Letter from the Editor: Why we publish political endorsements

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Although many newspapers have stopped publishing political endorsements, The Oregonian decided to endorse a presidential candidate this year — for the first time since 2012.

In an editorial to readers, Therese Bottomly, editor and vice president of content,  explained the paper's decision, saying: "We decided this year to endorse in the race for president because, despite our smaller staff, we felt as a board it was important to say where we stood on the most important national race. We don’t harbor illusions that our endorsement in the race will change minds."

“Our opinion pages are meant to serve as a catalyst for consideration and discussion of key issues in our community,” John Maher, president of Oregonian Media Group, was quoted in the editorial.  “Readers should expect to agree with some material they experience on those pages and to disagree with other material. The same is true for endorsements. Voting is one of the two most impactful ways a citizen can directly influence our democracy; the other is jury duty service. The action a citizen takes in each of these cases is a personal decision derived from facts and arguments presented in combination.”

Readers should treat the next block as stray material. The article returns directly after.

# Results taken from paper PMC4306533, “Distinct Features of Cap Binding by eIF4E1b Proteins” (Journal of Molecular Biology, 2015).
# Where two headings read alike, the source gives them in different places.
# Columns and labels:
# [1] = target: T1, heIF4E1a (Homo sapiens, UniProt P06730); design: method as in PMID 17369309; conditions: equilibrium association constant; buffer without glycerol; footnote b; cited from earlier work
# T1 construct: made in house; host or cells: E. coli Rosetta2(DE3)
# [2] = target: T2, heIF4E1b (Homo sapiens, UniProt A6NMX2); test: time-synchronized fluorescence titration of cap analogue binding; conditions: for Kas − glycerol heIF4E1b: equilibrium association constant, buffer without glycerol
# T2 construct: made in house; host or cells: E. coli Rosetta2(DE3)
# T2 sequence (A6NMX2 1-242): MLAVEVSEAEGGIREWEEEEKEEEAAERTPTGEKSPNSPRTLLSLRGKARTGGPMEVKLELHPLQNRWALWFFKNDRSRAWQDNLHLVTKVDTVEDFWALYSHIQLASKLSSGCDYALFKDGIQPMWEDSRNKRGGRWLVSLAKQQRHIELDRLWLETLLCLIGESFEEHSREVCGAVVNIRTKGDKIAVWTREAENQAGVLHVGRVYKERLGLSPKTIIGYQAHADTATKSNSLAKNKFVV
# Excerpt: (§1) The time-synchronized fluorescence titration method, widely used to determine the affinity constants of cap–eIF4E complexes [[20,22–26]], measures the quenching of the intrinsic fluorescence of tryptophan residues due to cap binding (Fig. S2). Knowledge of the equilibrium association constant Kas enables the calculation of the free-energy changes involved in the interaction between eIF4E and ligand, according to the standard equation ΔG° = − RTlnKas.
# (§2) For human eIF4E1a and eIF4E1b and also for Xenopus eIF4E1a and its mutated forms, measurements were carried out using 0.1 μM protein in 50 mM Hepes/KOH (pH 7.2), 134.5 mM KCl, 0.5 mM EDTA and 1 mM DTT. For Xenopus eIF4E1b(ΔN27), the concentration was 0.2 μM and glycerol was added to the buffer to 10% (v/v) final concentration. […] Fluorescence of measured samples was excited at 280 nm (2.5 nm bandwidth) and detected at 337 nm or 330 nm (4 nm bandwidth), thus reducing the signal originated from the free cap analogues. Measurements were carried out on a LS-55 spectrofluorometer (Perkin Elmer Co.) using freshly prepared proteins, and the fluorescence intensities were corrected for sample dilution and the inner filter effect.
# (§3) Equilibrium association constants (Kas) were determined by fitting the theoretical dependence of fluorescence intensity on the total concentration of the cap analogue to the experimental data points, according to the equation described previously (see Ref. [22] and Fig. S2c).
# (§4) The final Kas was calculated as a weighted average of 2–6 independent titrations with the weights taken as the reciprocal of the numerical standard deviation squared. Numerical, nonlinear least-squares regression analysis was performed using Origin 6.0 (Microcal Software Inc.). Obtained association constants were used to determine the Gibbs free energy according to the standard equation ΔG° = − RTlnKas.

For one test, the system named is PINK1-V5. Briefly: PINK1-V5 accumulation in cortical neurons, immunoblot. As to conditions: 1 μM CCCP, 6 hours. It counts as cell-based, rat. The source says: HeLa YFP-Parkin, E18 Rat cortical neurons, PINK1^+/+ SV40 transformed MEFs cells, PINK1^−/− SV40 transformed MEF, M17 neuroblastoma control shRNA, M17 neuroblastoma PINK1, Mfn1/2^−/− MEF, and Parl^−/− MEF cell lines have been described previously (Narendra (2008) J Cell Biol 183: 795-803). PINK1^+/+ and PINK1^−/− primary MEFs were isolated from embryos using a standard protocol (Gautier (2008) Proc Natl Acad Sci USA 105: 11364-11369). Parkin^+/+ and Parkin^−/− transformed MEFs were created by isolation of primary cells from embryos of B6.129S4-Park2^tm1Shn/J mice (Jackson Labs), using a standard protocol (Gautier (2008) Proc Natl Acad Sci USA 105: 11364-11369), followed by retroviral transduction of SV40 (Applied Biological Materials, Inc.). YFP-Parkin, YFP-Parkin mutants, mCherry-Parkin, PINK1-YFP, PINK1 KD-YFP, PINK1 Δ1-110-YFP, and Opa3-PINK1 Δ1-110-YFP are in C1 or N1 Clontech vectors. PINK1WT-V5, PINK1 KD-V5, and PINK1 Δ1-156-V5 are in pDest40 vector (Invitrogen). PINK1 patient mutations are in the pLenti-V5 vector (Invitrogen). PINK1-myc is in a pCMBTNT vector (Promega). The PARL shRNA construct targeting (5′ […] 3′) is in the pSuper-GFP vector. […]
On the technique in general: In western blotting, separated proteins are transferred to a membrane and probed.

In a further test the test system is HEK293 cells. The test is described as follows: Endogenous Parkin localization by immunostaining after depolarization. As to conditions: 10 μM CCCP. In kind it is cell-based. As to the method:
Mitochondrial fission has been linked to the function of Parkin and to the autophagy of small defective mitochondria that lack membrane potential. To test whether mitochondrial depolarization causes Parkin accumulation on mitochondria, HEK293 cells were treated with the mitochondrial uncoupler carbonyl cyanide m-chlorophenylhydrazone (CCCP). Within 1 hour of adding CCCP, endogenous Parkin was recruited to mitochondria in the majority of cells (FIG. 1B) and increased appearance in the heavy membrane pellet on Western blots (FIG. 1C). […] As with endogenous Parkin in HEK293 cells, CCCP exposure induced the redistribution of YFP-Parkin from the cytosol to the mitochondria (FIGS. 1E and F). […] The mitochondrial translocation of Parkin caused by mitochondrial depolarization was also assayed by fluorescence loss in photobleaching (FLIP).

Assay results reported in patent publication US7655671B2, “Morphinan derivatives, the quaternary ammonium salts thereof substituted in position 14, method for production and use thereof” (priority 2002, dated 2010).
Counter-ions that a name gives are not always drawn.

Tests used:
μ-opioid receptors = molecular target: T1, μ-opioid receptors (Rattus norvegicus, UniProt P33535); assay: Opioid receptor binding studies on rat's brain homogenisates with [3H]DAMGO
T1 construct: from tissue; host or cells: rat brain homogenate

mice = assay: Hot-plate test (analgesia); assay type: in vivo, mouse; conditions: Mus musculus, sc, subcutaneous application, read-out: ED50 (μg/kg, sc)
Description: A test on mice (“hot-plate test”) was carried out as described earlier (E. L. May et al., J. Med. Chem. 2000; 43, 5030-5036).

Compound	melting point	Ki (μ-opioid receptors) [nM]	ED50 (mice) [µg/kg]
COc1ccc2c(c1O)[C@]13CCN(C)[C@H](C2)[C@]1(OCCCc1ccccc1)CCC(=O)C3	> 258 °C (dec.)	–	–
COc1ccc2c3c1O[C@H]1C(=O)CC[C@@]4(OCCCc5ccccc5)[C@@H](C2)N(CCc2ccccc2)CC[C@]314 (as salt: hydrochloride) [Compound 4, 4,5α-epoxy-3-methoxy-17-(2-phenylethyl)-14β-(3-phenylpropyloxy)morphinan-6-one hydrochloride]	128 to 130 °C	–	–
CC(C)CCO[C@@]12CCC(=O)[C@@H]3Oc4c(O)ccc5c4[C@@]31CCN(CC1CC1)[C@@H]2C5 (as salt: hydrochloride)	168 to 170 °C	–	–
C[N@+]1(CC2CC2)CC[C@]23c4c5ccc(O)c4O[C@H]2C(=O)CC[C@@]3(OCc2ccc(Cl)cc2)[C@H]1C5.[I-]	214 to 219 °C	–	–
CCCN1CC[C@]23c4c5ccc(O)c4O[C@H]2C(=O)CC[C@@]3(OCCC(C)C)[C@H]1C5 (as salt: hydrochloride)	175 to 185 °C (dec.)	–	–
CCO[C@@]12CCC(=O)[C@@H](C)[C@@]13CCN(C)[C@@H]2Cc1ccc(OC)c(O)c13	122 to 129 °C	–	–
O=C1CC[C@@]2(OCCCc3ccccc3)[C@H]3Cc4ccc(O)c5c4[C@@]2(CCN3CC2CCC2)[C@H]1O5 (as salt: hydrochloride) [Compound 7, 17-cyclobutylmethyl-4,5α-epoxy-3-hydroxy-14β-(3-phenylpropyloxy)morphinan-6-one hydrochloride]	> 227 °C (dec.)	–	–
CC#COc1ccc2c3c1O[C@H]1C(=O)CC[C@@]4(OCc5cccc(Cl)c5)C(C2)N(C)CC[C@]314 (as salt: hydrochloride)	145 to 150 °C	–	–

He added, "The aim of our endorsement is to foster further consideration by voters and conversations about candidates and issues that are important to our community. If a voter who disagrees with our endorsement is more confident in their decision after reading our argument, we’ve succeeded. If a voter who agrees with our endorsement learns something new through our rationale, we’ve succeeded. And if an undecided voter explores an issue or candidate further based on our endorsement, we’ve succeeded.”

In her column, Bottomly took the opportunity to explain to readers what goes into the endorsement process, including the research and fact-gathering that the staff conducts.

She wrote: "The process works like this: Helen Jung, opinion editor, takes the lead in organizing meetings with proponents and opponents of measures, as well as with the candidates. Along with Jung, board members are John Maher, president of Oregonian Media Group; Therese Bottomly, editor and vice president of content; Laura Gunderson, director of public interest and accountability; and Amy Wang, special projects editor.

"The board debates and discusses the merits of proposals and candidates, guided by the longstanding principles the institution has stood for and the most pressing issues facing the community."

Read the full column from The Oregonian

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